On February 10, 2008, in the Denver Post article "Growth spurt for kids' health plan", Katy Human wrote:
Children with health insurance, studies have shown, are less likely than uninsured kids to end up in emergency rooms, more likely to get key vaccinations, and less likely to be absent from school.Writer and blogger Ari Armstrong then politely asked her for her citations. She initially refused, but eventually sent citations of 5 studies that supposedly supported her point.
David Kopel then analyzed the studies and reported the following for the Rocky Mountain News:
None of five studies Human cited after the fact support her article's statement about what "studies have shown" regarding the effects of insurance on emergency room use, vaccinations and school absences. Indeed four of the five studies she cited do not even address those topics. ...One study cited by Human was relevant, and it directly contradicted her article's claim.Thank you, David Kopel, for a very illuminating piece!
...So Human's pronouncement in her Post article - "Children with health insurance, studies have shown, are less likely than uninsured kids to end up in emergency rooms" - turns out to be not entirely accurate. A large body of research contradicts her claim, and that research is in the very studies which Human pointed to when she was challenged to support her claims.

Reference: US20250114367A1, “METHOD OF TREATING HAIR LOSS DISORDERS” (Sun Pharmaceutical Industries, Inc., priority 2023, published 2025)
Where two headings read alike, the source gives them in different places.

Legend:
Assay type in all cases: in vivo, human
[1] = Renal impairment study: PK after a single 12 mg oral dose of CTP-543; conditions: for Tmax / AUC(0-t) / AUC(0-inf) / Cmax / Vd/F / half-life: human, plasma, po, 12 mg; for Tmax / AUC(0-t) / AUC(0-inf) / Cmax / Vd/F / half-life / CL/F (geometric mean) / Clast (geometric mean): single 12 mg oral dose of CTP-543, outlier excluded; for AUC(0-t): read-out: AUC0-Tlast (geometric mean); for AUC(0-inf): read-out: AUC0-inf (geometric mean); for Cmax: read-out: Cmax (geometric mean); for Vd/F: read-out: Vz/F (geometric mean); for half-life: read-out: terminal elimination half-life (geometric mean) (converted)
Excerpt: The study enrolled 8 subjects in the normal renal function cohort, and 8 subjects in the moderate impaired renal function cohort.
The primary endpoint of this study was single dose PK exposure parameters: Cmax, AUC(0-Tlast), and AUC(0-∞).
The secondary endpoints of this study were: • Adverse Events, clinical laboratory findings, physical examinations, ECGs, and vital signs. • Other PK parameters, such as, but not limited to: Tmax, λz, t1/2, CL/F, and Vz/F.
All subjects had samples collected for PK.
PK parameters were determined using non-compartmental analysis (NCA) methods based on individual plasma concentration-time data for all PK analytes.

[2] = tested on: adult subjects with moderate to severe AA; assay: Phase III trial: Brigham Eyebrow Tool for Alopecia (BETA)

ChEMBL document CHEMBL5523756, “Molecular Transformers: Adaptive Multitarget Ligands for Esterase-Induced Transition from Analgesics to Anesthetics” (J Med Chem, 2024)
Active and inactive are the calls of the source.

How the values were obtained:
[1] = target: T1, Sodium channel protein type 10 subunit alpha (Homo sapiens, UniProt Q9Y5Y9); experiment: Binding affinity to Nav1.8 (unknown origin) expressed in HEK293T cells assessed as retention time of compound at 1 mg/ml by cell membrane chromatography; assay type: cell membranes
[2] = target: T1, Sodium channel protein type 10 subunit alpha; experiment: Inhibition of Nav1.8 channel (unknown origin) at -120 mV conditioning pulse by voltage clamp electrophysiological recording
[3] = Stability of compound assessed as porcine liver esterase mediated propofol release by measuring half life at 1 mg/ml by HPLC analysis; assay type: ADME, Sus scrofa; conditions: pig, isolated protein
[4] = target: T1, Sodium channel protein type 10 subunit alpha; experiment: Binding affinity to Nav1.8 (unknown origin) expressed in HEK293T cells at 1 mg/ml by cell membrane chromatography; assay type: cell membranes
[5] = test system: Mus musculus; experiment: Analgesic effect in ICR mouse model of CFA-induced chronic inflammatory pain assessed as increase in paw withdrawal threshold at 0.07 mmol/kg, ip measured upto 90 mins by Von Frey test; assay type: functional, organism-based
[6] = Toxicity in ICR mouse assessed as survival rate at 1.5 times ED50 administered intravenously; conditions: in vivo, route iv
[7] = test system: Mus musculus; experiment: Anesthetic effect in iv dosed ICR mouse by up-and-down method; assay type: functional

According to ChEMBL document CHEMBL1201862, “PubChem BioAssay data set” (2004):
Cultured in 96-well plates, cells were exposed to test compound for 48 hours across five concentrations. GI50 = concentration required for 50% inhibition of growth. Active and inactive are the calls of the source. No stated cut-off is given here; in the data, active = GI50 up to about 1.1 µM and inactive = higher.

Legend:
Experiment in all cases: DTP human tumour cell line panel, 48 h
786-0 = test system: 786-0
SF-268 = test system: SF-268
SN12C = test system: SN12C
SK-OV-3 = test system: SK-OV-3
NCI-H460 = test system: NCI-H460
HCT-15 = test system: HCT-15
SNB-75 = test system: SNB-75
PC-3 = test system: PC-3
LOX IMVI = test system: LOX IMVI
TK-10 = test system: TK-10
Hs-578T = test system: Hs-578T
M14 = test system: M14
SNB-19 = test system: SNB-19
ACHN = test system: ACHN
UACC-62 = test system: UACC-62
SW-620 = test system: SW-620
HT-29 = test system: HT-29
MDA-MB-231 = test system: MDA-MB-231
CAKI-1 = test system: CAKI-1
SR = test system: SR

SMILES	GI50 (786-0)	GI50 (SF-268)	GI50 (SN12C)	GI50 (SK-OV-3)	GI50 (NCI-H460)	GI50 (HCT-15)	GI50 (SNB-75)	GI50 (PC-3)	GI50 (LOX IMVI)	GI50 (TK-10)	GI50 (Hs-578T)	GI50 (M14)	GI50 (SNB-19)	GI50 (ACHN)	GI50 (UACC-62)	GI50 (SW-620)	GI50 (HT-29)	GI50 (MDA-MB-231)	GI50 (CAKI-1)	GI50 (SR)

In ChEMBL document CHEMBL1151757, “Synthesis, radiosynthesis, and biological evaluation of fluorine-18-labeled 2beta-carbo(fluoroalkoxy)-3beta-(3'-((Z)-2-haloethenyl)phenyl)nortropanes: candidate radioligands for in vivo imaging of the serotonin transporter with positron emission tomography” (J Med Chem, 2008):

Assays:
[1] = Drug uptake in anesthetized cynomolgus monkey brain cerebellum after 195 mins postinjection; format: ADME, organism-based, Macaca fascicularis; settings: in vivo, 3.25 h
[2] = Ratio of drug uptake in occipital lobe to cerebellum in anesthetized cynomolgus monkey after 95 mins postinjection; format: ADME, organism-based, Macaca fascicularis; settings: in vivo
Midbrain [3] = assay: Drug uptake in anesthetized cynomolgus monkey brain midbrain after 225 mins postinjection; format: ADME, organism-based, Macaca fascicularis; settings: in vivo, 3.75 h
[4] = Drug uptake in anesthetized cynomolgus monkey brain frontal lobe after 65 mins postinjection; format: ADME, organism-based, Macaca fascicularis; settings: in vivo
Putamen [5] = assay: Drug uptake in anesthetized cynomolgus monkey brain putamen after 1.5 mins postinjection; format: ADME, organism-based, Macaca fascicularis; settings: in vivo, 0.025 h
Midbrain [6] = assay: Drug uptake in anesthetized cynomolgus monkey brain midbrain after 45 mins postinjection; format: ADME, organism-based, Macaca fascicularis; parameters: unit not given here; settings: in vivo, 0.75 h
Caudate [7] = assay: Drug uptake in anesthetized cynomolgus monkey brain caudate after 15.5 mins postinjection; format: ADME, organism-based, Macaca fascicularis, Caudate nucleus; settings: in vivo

...In the last two years, the phrase "studies have shown" has appeared in staff-written pieces 31 times in the Rocky Mountain News, and 36 times in the Post. About half the time the phrase is used in a direct quote, or in another way which tells the reader the source of the information. For example, "According to professor Roy Hinkley, studies have shown that minnows . . . "
But the other half of the time, the dailies used "studies have shown" with no source. The unattributed locution was especially common in Post editorials, and in health and nutrition coverage in both papers.
The phrase ill-serves readers who want to learn more about a subject, but who are left in the dark about where to look. The phrase can be used to falsely declare scholarly consensus about a subject. And the phrase can be a crutch for a writer who feels "sure" about a supposed fact, but who doesn't want to take the time to verify it.
If I didn't know better, I might almost wonder if a reporter had a particular ideological agenda and tried to slant a news story to support a political view favoring more government control of medicine, rather than trying to write the news in an objective fashion based on the actual facts.
But that would imply that there was some sort of "liberal media bias", and we all know that couldn't be the case...